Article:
Bridge Loans For Business: Everything You Need to Know
Are you making a sudden transition, like a work-related relocation? You may want to quickly sell your current home and use that money to purchase a new one at the new location. But closing a deal for a home isn’t easy and may not be as fast as you want. Plus, rarely will you get the closing dates to align to complete both transactions on the same day.
That’s where a bridge loan can help. It provides you with temporary funding to buy the new home. However, like other loans, this type of short-term funding comes with risks. Here’s everything you need to know about a bridge loan.
What Is a Bridge Loan?
A bridge loan, also known as a swing loan, is a short-term loan used to purchase a new property before selling your current home. With this loan, you can move into your new home and then focus on selling the previous one. Once the first home is sold, you can use the proceeds to settle the bridge loan and be left with just the mortgage on the new property.
Think of it as interim financing or gap financing designed to meet your immediate cash flow needs during a transitional period. Apart from financing a new home, business owners can also use this loan to pay off an existing debt obligation.
Essentially, a bridge loan enables you to get from point A to B in a transaction until you can secure more permanent financing.
According to a Bridging Trends report, most people took a bridge loan for investment purchase, with 24 percent of all bridging loans used for this purpose. Other reasons people opted for bridging loans include:
- Chain break – 18%
- Re-bridge – 11%
- Business purposes – 9%
- Auction purchase – 7%
Other reasons that may necessitate applying for a bridge loan include:
- Property development so you can sell or rent it out.
- Divorce settlement.
- Acquiring property in a hot housing market, like when a seller is looking to make a quick sale.
- To settle unexpected tax bills.
Details About Bridge Loans
Just like mortgages, secured loans, and home equity loans, a bridge loan is secured by your current home as collateral. But unlike mortgages, which have a repayment schedule of up to 30 years, the average term to repay bridging loans is 12 months. Some lenders will even offer terms as short as six months.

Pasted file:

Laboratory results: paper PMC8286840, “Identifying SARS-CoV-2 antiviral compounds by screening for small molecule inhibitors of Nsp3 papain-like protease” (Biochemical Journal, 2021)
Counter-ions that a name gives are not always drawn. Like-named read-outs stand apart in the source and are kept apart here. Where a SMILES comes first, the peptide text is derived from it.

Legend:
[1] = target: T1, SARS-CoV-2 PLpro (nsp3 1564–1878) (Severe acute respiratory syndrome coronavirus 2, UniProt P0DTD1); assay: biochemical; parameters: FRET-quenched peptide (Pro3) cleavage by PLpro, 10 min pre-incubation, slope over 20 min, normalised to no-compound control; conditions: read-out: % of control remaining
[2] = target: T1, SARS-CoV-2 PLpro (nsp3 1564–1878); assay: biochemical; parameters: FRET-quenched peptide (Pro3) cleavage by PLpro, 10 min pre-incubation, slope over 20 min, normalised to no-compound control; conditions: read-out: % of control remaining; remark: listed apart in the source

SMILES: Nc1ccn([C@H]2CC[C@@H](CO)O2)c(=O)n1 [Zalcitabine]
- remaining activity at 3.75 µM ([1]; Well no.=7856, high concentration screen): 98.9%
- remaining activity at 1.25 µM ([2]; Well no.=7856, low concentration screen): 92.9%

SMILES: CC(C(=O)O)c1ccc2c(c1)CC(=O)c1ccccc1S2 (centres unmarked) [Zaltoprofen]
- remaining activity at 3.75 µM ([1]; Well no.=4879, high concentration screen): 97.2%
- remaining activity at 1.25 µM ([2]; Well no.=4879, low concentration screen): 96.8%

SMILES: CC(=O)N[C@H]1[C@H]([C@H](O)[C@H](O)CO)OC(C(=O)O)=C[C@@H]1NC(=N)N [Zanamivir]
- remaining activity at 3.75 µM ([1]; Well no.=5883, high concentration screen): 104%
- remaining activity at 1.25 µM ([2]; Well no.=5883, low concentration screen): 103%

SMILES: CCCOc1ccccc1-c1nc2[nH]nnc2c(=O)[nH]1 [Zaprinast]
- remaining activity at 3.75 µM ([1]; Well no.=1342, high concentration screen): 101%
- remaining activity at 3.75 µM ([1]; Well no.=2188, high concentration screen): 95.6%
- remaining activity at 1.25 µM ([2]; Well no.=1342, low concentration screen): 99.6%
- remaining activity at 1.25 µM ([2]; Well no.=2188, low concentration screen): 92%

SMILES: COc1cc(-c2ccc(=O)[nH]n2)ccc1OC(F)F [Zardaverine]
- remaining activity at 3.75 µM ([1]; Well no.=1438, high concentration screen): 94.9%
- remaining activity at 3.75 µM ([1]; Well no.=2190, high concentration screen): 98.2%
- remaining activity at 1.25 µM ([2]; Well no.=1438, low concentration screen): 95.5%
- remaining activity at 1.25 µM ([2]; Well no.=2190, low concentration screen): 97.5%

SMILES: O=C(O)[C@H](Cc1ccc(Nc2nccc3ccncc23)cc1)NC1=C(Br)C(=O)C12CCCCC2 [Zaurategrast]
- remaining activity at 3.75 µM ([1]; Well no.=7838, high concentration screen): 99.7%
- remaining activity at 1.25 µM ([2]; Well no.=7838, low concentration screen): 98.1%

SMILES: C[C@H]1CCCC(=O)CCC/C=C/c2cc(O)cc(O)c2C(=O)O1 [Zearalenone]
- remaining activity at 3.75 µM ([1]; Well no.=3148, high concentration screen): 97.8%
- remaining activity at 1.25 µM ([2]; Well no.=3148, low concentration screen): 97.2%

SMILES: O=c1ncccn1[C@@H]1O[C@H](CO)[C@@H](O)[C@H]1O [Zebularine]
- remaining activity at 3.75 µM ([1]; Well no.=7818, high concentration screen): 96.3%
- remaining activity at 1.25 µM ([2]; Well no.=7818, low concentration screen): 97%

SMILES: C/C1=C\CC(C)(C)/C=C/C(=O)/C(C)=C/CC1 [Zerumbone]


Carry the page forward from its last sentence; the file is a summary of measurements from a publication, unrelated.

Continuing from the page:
Usually, the amount and period depend on how much equity you have. ‘Equity’ is the difference between your home’s current market value and what you owe. In most cases, the maximum loan, plus interest, may be limited to 75-80 percent of your current home’s value and the value of the property you wish to buy.
Typically, you’re required to pay the interest along with the principal amount at the end of the loan period in one lump sum. Some lenders may require upfront interest payment, while others can allow several months before making a single payment.
Basically, the terms vary from one lender to another.
Key Features of a Bridge Loan
Apart from being short-term, bridging loans have several unique features. These are:
- Fast turnaround – bridge loans can take as little as 48 hours to be approved, unlike traditional mortgages, which can take weeks or even months.
- Easily accessible – a bridge loan is open to all professionals, from solopreneurs to partnerships to salaried employees to limited companies. Lenders will consider all types of properties and personal situations, and are a lot more accommodating than traditional banks, especially regarding people with bad credit.
- Lump sum repayment – mortgages are usually repaid on a monthly basis. Bridge loans, on the other hand, can be rolled up and repaid as a lump sum at the end of the loan term.
- Secured loans – bridge loans must be backed by collateral. You can decide what to put as security, depending on the loan’s purpose.
- Versatility – you can use gap financing in all sorts of property transactions. For example, you can use it to purchase property in poor condition (most banks will turn you down) and refurbish it to a state it qualifies for a traditional mortgage.
Bridge Loans in California: How Do They Work?
Applying for hard money bridge loans is similar to applying for conventional mortgages, but with less stringent requirements, making the application faster and easier. The lender analyzes standard credentials like your debt-to-income (DTI) ratio, how much home equity you have, your credit score, and possibly your household income.
But, there are some key differences between a bridge loan and a traditional mortgage. The most notable one is that you’ll need to choose whether to take the bridge financing as a first or second mortgage.
- First-mortgage bridge loan. With this type, the lender offers you a loan to pay off the mortgage balance, plus enough for a down payment. Now, you’ll use the money to pay off your current mortgage, and the bridge loan will take first position until you sell your current property, at which point you clear the loan.